At the Universal Advertising Agency on the Strand, London, a murder is being planned. Three men have been discovered taking bribes and face the grim prospect of the dole queue, unless they can get rid of the person who caught them. Their ringleader, thick-set and vicious Mr Morris, soon discovers that killing is far easier than he thought - and that he even has a talent for it. He might, he feels, be superhuman. But as he will discover, there is no such thing as the perfect crime, and no deed goes unpunished.
Taking us into a 1930s London of grimy back streets, smoky cafes and shabby rooms, Forester’s second crime novel, is a brilliantly atmospheric and gripping portrayal of the dark heart of a killer.
244 pages with a reading time of ~3.75 hours (61172 words), and first published in 1930. This DRM-Free edition published by epubBooks, 2018.
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The three young men sat together at a marble-topped table in the teashop. Their cups of coffee stood untasted before them. The saucer under Reddy’s cup was half full of coffee, slopped into it by an irritated waitress who missed the usual familiar smirk which Morris wontedly bestowed upon her when he gave his order. Reddy had not noticed this bad piece of service, although normally it would have curled his fastidious lip. He flicked nervously at the ash of his cigarette and looked across the table at the other two, first Morris with his scowling brow, his woolly hair horrid with grease, his eyelid drooping and his mouth pulled to one side to keep the cigarette smoke out of his eye, and then Oldroyd with his heavy face wrinkled with perplexity.
“He knows about it all right, then,” said Morris bitterly.
“Certain of it,” said Reddy. “I couldn’t have made a mistake. What would he have said that about Hunter for if he didn’t know?”
“It means the sack,” said Oldroyd. “It does that.”
“Tell me something I don’t know,” sneered Morris. “God damn it, of course it does. We know what Mac’s like as well as you do, if not better. The minute he comes back from Glasgow old Harrison’ll go trotting in there, and five minutes after that Mac’s buzzer will go, and Maudie will come and fetch us in to get the key of the street. Mac won’t ever let that by, silly old fool he is, with all his notions about ‘commercial honour’ and stuff like that.”
Morris ended by making a noise in the back of his throat indicating profound disgust; he flung himself back in his chair and filled his lungs deep with cigarette smoke.
“And we’ll be looking for a job,” said Oldroyd. “I’ve been out before and I know what it’s like.”
There was a north-country flavour about his speech: his I’s were softened into Ah’s.
“Know what it’s like? D’you think I don’t know too?” said Morris. “‘Dear Sir, In reply to your advertisement in to-day’s “Daily Express”’—bah, I’ve done hundreds of ’em. God, you’re lucky compared to me. I got a wife an’ two nippers, don’t you forget. An’ a fat chance we’ve got of finding another job. ‘Copies of two recent testimonials.’ What sort of testimonials do you think old Mac’s going to give us? Sacked for taking bribes! We’ll be starving in the streets in a fortnight’s time. Jesus, it’ll be cold. I’ve had some. And all I made out of that damned show was three quid—three measly quid, up to date. Just because that blinking fool, Cooper, couldn’t keep his mouth shut.”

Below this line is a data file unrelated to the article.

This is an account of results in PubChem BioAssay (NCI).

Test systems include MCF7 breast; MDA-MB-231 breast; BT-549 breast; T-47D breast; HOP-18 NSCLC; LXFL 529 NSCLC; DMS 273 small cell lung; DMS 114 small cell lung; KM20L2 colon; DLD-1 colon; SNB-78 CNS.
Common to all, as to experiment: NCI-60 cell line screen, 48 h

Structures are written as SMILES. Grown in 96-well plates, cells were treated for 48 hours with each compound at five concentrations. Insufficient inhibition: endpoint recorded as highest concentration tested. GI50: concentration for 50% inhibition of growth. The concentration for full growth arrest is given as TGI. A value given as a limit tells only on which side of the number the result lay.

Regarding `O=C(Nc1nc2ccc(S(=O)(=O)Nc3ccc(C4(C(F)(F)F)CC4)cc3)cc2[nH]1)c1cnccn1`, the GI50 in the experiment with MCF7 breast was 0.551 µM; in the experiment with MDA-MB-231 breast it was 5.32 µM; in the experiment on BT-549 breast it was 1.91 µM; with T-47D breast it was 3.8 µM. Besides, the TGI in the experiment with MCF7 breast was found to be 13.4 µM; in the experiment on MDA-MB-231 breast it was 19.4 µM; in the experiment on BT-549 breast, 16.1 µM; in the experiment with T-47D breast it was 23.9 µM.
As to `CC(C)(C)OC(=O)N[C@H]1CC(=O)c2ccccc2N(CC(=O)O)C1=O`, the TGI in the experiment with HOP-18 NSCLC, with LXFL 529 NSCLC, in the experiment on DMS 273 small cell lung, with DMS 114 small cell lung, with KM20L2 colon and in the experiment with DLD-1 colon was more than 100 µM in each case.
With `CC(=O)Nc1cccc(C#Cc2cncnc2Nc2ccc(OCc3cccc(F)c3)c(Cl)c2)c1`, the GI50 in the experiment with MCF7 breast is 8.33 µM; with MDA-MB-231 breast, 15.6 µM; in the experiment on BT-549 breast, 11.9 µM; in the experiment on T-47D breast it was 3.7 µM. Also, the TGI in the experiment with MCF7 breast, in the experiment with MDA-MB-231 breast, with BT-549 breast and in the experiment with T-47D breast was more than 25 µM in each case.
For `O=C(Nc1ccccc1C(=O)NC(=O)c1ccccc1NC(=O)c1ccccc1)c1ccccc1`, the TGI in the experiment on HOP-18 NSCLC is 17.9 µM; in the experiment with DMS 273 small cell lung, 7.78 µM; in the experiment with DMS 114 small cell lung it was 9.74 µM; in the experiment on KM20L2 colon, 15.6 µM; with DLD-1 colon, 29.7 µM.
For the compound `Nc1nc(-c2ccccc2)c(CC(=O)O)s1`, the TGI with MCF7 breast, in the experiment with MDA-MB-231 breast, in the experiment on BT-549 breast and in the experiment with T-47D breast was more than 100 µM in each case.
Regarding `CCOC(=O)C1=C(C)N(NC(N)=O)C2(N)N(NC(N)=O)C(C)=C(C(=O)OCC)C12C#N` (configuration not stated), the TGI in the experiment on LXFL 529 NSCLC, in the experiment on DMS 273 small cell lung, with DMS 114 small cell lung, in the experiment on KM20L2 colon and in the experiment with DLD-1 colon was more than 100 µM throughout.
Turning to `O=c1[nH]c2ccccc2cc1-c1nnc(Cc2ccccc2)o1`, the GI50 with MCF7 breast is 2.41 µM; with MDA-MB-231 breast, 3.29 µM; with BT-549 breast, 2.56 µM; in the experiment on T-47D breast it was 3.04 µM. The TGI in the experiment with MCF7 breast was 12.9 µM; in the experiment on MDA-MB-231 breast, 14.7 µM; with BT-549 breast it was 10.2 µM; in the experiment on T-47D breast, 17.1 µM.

He glowered round at the other two, and so evident was the fiendish bad temper which possessed him that they did not dare remind him of the other factors in the situation which oppressed them with grievances beyond the immediate one of prospective dismissal—they dared not remind him that the whole scheme for extracting bribes from Mr. Cooper was of his devising, nor that they had only shared three pounds between the two of them; their rogue’s agreement gave half the spoils to Morris and divided the other half between Reddy and Oldroyd.
Morris’s rage frightened Reddy even more than did the prospect of dismissal; never having been unemployed, and always having had a father and mother at his back, Reddy did not appreciate fully the gnawing fears which were assaulting the other two—hunger and cold were only words to him. Reddy knew his father would be pained and hurt by his ignominious dismissal, but his mother would stand up for him. It might be long before he could buy himself another new suit; it might even mean giving up his beloved motor-bicycle, although such a catastrophe was too stupendous to be really possible; those were realities which lay in the future, while across the table to him was reality in the present—Morris mad with fury, his thick lips writhing round his cigarette and his thick, hairy hands beating on the table.
That may have been Reddy’s first contact with reality in all his twenty-two years of life, for that matter. He was in touch with emotions and possibilities which he had only read about, inappreciatively, before that. It was strangely fascinating as well as terrifying. Morris had always exercised a certain fascination for him, possibly through the contrast of his virility and coarseness compared with his own frail elegance, but now in the hour of defeat the spell was stronger still. Certainly at the moment Reddy felt no regret at having allowed Morris to seduce them into the manipulation of correspondence which had left a clear field for the tenders of the Adelphi Artistic Studio, and had earned them six pounds in secret commissions and their approaching dismissal.
The blind ferocity in Morris’s face changed suddenly to something more deliberate and calculating.
“By God,” he said, leaning forward and tapping the table, “if we could get Harrison out of this business it’d be all right for us.”